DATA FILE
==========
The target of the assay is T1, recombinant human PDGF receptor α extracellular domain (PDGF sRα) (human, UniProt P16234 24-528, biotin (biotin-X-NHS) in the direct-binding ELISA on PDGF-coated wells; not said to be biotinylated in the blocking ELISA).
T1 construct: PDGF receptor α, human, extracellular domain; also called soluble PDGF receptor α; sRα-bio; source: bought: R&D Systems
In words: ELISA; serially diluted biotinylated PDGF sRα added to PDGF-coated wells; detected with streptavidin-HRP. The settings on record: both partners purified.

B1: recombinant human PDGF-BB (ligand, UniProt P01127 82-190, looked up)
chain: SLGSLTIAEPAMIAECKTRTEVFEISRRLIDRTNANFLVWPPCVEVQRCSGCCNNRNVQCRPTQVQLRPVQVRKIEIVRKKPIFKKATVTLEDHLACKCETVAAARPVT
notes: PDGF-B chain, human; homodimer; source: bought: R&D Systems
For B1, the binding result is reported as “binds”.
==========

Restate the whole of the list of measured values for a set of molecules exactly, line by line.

The target of the assay is T1, recombinant human PDGF receptor α extracellular domain (PDGF sRα) (human, UniProt P16234 24-528, biotin (biotin-X-NHS) in the direct-binding ELISA on PDGF-coated wells; not said to be biotinylated in the blocking ELISA).
T1 construct: PDGF receptor α, human, extracellular domain; also called soluble PDGF receptor α; sRα-bio; source: bought: R&D Systems
In words: ELISA; serially diluted biotinylated PDGF sRα added to PDGF-coated wells; detected with streptavidin-HRP. The settings on record: both partners purified.

B1: recombinant human PDGF-BB (ligand, UniProt P01127 82-190, looked up)
chain: SLGSLTIAEPAMIAECKTRTEVFEISRRLIDRTNANFLVWPPCVEVQRCSGCCNNRNVQCRPTQVQLRPVQVRKIEIVRKKPIFKKATVTLEDHLACKCETVAAARPVT
notes: PDGF-B chain, human; homodimer; source: bought: R&D Systems
For B1, the binding result is reported as “binds”.